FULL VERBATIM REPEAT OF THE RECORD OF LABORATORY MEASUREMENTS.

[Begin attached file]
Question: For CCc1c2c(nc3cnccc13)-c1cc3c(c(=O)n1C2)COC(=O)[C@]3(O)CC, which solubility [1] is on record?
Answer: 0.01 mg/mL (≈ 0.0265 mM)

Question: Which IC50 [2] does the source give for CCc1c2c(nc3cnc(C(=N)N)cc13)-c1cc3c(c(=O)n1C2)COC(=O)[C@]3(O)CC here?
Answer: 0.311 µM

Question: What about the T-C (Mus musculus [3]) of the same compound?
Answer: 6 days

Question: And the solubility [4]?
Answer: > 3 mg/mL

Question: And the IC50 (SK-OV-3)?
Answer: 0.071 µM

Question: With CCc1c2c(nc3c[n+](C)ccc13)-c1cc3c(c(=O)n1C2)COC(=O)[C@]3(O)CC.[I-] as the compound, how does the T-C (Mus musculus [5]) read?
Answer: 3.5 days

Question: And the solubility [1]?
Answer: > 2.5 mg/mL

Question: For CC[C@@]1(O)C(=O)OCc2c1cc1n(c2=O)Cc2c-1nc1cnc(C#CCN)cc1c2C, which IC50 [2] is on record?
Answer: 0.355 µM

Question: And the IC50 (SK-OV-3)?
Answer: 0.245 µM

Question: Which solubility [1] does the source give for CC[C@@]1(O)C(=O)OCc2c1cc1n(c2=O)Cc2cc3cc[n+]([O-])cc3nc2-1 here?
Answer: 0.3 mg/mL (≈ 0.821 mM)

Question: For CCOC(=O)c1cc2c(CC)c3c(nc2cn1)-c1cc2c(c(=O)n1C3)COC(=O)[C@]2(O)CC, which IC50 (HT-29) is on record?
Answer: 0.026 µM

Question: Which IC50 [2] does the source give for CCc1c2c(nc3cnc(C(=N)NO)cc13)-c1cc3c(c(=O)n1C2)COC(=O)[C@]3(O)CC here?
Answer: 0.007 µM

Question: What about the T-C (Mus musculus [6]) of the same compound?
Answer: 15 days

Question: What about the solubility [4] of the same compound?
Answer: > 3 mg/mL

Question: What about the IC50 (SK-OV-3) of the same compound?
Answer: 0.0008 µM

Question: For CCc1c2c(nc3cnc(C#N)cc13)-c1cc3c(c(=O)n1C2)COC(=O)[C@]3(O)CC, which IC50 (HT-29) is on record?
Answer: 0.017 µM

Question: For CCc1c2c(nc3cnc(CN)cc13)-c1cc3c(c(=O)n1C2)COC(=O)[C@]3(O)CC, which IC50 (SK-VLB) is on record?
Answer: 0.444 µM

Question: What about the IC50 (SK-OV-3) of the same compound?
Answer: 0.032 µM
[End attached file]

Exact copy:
Question: For CCc1c2c(nc3cnccc13)-c1cc3c(c(=O)n1C2)COC(=O)[C@]3(O)CC, which solubility [1] is on record?
Answer: 0.01 mg/mL (≈ 0.0265 mM)

Question: Which IC50 [2] does the source give for CCc1c2c(nc3cnc(C(=N)N)cc13)-c1cc3c(c(=O)n1C2)COC(=O)[C@]3(O)CC here?
Answer: 0.311 µM

Question: What about the T-C (Mus musculus [3]) of the same compound?
Answer: 6 days

Question: And the solubility [4]?
Answer: > 3 mg/mL

Question: And the IC50 (SK-OV-3)?
Answer: 0.071 µM

Question: With CCc1c2c(nc3c[n+](C)ccc13)-c1cc3c(c(=O)n1C2)COC(=O)[C@]3(O)CC.[I-] as the compound, how does the T-C (Mus musculus [5]) read?
Answer: 3.5 days

Question: And the solubility [1]?
Answer: > 2.5 mg/mL

Question: For CC[C@@]1(O)C(=O)OCc2c1cc1n(c2=O)Cc2c-1nc1cnc(C#CCN)cc1c2C, which IC50 [2] is on record?
Answer: 0.355 µM

Question: And the IC50 (SK-OV-3)?
Answer: 0.245 µM

Question: Which solubility [1] does the source give for CC[C@@]1(O)C(=O)OCc2c1cc1n(c2=O)Cc2cc3cc[n+]([O-])cc3nc2-1 here?
Answer: 0.3 mg/mL (≈ 0.821 mM)

Question: For CCOC(=O)c1cc2c(CC)c3c(nc2cn1)-c1cc2c(c(=O)n1C3)COC(=O)[C@]2(O)CC, which IC50 (HT-29) is on record?
Answer: 0.026 µM

Question: Which IC50 [2] does the source give for CCc1c2c(nc3cnc(C(=N)NO)cc13)-c1cc3c(c(=O)n1C2)COC(=O)[C@]3(O)CC here?
Answer: 0.007 µM

Question: What about the T-C (Mus musculus [6]) of the same compound?
Answer: 15 days

Question: What about the solubility [4] of the same compound?
Answer: > 3 mg/mL

Question: What about the IC50 (SK-OV-3) of the same compound?
Answer: 0.0008 µM

Question: For CCc1c2c(nc3cnc(C#N)cc13)-c1cc3c(c(=O)n1C2)COC(=O)[C@]3(O)CC, which IC50 (HT-29) is on record?
Answer: 0.017 µM

Question: For CCc1c2c(nc3cnc(CN)cc13)-c1cc3c(c(=O)n1C2)COC(=O)[C@]3(O)CC, which IC50 (SK-VLB) is on record?
Answer: 0.444 µM

Question: What about the IC50 (SK-OV-3) of the same compound?
Answer: 0.032 µM